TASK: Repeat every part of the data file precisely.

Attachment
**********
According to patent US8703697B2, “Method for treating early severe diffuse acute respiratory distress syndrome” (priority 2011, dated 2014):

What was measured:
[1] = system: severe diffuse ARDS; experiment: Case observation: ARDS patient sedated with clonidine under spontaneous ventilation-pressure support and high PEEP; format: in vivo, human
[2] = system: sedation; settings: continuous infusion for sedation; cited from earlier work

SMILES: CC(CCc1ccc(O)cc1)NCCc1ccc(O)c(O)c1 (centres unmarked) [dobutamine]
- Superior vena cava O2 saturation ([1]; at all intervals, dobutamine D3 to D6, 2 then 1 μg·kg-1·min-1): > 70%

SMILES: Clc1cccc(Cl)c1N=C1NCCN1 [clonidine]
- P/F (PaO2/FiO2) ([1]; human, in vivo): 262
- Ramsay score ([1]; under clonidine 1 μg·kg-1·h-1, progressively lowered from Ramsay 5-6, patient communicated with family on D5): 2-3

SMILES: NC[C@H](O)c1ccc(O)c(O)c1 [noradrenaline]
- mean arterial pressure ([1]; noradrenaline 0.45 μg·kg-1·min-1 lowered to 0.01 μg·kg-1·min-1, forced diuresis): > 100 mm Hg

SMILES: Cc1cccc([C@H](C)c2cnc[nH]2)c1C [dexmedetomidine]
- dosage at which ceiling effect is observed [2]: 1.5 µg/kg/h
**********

According to patent US8703697B2, “Method for treating early severe diffuse acute respiratory distress syndrome” (priority 2011, dated 2014):

What was measured:
[1] = system: severe diffuse ARDS; experiment: Case observation: ARDS patient sedated with clonidine under spontaneous ventilation-pressure support and high PEEP; format: in vivo, human
[2] = system: sedation; settings: continuous infusion for sedation; cited from earlier work

SMILES: CC(CCc1ccc(O)cc1)NCCc1ccc(O)c(O)c1 (centres unmarked) [dobutamine]
- Superior vena cava O2 saturation ([1]; at all intervals, dobutamine D3 to D6, 2 then 1 μg·kg-1·min-1): > 70%

SMILES: Clc1cccc(Cl)c1N=C1NCCN1 [clonidine]
- P/F (PaO2/FiO2) ([1]; human, in vivo): 262
- Ramsay score ([1]; under clonidine 1 μg·kg-1·h-1, progressively lowered from Ramsay 5-6, patient communicated with family on D5): 2-3

SMILES: NC[C@H](O)c1ccc(O)c(O)c1 [noradrenaline]
- mean arterial pressure ([1]; noradrenaline 0.45 μg·kg-1·min-1 lowered to 0.01 μg·kg-1·min-1, forced diuresis): > 100 mm Hg

SMILES: Cc1cccc([C@H](C)c2cnc[nH]2)c1C [dexmedetomidine]
- dosage at which ceiling effect is observed [2]: 1.5 µg/kg/h